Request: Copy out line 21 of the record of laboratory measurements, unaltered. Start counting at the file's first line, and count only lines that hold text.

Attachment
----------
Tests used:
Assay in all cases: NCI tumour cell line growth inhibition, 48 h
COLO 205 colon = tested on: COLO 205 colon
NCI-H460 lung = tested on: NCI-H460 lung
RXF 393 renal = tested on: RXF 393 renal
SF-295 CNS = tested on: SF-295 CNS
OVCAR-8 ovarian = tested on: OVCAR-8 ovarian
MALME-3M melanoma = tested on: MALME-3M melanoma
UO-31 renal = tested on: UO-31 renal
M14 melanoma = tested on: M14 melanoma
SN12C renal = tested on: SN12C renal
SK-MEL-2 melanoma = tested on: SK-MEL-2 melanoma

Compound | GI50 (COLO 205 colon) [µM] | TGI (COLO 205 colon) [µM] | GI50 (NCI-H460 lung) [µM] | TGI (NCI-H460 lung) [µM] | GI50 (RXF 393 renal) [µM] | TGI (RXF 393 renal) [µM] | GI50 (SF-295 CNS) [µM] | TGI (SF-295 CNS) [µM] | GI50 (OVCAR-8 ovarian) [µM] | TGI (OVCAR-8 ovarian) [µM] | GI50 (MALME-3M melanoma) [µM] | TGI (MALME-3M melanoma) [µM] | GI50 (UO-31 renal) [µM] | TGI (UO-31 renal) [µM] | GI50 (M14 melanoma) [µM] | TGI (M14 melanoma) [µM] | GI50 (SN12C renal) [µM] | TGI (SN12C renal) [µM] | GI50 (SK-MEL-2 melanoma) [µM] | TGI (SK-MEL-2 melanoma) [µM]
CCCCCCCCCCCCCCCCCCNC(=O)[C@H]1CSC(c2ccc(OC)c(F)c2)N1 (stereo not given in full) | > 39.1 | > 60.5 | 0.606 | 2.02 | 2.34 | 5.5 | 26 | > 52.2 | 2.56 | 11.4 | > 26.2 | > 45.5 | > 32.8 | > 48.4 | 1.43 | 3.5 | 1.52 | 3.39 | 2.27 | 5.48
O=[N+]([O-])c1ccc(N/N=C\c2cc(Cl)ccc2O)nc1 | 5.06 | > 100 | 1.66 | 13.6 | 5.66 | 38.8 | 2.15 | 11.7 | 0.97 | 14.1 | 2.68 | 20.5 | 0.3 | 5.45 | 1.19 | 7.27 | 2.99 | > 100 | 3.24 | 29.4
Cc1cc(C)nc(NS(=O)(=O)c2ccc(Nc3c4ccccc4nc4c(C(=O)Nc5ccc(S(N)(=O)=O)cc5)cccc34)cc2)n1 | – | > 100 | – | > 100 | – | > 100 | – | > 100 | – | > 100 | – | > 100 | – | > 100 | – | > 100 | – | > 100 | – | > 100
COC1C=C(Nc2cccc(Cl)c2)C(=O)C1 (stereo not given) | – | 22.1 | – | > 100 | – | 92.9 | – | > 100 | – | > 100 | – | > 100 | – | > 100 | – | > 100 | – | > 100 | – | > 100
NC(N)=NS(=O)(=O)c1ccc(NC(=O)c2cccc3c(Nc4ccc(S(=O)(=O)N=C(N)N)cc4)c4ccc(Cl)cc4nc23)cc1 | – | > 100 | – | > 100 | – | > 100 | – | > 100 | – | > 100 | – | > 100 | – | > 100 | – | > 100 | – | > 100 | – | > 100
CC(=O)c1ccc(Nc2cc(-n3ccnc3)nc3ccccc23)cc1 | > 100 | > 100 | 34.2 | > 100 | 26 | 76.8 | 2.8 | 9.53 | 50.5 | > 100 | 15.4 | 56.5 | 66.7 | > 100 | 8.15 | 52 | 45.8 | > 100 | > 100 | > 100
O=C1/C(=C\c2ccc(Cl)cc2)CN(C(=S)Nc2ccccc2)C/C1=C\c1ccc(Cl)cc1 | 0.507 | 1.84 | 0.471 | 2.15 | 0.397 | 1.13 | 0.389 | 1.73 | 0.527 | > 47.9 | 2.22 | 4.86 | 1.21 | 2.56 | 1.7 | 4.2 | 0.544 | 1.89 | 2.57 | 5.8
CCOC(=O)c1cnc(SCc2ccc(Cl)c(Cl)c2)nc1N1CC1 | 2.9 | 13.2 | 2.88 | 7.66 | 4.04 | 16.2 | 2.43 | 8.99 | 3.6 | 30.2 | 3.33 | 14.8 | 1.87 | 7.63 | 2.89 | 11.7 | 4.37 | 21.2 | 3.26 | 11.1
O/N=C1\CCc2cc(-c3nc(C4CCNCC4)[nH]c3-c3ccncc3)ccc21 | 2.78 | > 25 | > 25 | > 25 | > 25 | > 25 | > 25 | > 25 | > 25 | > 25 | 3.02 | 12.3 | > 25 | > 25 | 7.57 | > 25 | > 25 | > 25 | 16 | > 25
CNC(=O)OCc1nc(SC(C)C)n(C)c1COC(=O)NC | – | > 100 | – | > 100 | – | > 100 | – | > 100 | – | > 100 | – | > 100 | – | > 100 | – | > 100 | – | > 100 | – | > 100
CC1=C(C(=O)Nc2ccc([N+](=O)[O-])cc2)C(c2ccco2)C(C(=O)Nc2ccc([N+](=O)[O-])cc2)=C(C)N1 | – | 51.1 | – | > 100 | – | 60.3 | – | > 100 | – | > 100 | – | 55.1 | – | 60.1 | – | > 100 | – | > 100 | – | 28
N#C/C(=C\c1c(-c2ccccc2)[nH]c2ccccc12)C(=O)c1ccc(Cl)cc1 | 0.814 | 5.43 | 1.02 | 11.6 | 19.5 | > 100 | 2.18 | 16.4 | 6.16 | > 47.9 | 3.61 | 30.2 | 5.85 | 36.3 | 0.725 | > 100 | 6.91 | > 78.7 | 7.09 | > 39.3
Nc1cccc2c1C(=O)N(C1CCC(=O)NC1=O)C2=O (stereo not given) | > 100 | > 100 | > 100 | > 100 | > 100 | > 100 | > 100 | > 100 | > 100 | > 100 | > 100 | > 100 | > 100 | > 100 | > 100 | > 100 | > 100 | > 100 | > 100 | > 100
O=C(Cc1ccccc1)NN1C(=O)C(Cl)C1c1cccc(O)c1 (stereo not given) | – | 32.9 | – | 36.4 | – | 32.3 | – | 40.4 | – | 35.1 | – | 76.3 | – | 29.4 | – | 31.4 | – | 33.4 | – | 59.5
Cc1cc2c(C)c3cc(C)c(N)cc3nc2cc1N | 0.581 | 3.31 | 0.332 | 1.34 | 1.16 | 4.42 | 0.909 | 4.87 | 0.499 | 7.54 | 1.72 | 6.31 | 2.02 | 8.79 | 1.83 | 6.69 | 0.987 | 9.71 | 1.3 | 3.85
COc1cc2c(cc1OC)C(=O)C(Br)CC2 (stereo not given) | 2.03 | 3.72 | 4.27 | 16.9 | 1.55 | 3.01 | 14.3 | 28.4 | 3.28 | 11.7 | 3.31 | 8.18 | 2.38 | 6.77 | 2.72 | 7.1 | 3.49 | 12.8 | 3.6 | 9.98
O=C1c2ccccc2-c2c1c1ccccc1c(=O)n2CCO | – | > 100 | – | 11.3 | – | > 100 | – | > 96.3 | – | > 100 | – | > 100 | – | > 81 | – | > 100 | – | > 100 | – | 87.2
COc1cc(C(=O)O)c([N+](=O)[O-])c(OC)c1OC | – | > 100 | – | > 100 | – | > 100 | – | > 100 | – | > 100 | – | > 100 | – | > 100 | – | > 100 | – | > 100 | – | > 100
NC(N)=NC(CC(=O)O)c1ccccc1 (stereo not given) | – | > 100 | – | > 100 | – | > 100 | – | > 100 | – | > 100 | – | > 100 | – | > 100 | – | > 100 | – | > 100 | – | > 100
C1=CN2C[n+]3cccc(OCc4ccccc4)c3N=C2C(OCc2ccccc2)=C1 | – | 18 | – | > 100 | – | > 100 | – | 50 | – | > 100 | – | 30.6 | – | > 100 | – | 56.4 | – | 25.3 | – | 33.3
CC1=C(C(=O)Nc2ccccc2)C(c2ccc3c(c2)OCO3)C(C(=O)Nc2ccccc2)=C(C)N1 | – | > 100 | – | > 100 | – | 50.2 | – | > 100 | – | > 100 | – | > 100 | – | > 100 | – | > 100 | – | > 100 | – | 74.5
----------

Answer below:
CCOC(=O)c1cnc(SCc2ccc(Cl)c(Cl)c2)nc1N1CC1 | 2.9 | 13.2 | 2.88 | 7.66 | 4.04 | 16.2 | 2.43 | 8.99 | 3.6 | 30.2 | 3.33 | 14.8 | 1.87 | 7.63 | 2.89 | 11.7 | 4.37 | 21.2 | 3.26 | 11.1